Ouch: Harper was kneed in the right side of the head by E.Y. Jr. while Harper was sliding into second base in the second inning breaking up a double play. Harper’s helmet went flying and he was escorted off the field by a trainer, but did remain in the game.

Debutant: Curtis Granderson went 0-for-5 with three strikeouts in his Mets debut.

MIA: The Mets took the field for the top of the first without a first baseman. Collins then went to the plate umpire. And, after a brief delay, Ike Davis took first base. Davis finished 0-for-2 with a walk before departing on a seventh-inning double-switch during which Duda entered.

It’s a start: Ruben Tejada, the shortstop essentially by default, singled in his first at-bat of the season. He finished 1-for-4.

What’s next: After an off day, the Mets continue their series against the Nats on Wednesday at Citi Field at 7:10 p.m. Bartolo Colon (18-6, 2.65 ERA in 2013) makes his Mets debut opposite left-hander Gio Gonzalez (11-8, 3.36).

The Mets say Murphy and Chris Young both should be in the lineup. Righty-hitting Josh Satin is expected to start at first base against the southpaw Gonzalez.

Morning Briefing: Opening Day!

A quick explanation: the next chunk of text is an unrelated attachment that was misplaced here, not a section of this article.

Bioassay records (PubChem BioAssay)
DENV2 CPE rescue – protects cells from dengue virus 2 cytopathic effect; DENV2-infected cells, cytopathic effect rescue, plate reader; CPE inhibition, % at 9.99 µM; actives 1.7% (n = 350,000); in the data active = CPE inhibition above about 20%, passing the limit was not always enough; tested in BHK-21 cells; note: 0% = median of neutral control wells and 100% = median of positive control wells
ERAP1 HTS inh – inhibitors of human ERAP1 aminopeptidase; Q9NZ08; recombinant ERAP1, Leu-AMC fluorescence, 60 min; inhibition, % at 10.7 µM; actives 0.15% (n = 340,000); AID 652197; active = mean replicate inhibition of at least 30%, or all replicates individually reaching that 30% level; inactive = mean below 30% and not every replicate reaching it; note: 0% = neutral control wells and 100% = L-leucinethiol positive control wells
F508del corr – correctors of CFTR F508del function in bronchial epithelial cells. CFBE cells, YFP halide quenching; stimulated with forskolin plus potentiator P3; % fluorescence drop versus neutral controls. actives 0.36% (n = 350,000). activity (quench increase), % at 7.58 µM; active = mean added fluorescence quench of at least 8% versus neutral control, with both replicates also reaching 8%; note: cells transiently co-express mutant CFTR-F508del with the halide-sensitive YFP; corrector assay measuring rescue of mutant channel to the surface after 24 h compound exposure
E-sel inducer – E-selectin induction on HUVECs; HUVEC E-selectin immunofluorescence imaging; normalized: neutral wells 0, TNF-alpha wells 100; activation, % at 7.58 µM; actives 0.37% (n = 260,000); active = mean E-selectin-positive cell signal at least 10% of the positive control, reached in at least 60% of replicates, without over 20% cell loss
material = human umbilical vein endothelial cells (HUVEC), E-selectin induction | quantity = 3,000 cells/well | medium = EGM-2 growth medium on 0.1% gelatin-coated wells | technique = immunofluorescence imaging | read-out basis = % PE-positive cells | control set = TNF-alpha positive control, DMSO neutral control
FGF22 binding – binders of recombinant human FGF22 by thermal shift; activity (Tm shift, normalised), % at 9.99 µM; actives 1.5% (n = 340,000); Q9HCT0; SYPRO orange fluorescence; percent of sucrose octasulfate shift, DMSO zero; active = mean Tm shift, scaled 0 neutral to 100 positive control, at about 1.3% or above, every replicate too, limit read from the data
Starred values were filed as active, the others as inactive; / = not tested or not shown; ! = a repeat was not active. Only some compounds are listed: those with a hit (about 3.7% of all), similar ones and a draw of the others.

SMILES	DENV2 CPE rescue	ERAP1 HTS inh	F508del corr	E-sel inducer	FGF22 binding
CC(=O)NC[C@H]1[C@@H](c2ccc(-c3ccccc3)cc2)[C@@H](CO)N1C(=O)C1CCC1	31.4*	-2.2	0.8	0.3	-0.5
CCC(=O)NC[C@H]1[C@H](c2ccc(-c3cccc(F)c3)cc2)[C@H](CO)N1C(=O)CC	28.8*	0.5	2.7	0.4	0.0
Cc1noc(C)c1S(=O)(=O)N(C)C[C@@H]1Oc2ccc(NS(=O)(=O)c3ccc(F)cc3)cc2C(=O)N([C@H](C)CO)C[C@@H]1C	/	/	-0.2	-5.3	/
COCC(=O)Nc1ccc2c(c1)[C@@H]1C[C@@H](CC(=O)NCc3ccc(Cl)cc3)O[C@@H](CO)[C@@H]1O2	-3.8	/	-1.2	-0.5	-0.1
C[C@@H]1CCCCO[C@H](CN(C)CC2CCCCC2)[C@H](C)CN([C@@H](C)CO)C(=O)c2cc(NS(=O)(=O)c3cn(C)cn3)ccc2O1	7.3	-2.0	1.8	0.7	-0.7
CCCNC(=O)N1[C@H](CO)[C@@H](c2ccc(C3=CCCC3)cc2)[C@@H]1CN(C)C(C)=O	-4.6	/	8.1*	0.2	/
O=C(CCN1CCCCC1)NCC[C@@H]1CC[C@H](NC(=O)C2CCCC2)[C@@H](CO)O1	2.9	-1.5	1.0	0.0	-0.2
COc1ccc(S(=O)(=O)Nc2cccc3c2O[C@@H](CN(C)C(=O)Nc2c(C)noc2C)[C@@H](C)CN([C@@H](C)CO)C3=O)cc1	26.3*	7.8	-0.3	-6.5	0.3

March, 31, 2014
Mar 31
Mets fan Stewie Griffin always gets fed up on Opening Day, despite the team’s high rate of success in openers.


FIRST PITCH: The 53rd Opening Day in franchise history has arrived.

Dillon Gee is scheduled to throw the season’s first pitch at Citi Field at roughly 1:10 p.m.

Gee, making his first career Opening Day start, opposes Washington Nationals ace Stephen Strasburg, who starts Game 1 for the third straight season.

Washington won the 2013 season series, 12-7.

A pregame ceremony will honor the late Ralph Kiner, with four of his children participating.

New York City Mayor Bill de Blasio throws out the ceremonial first pitch.

Terry Collins also unveils his lineup, with the question marks being: Ike Davis or Lucas Duda at first base? And Eric Young Jr. or Juan Lagares in the outfield?

The Mets are 34-18 in franchise history on Opening Day … and that includes eight straight losses to begin their existence.

Monday also marks the official beginning of instant replay for the Mets.

Monday’s news reports: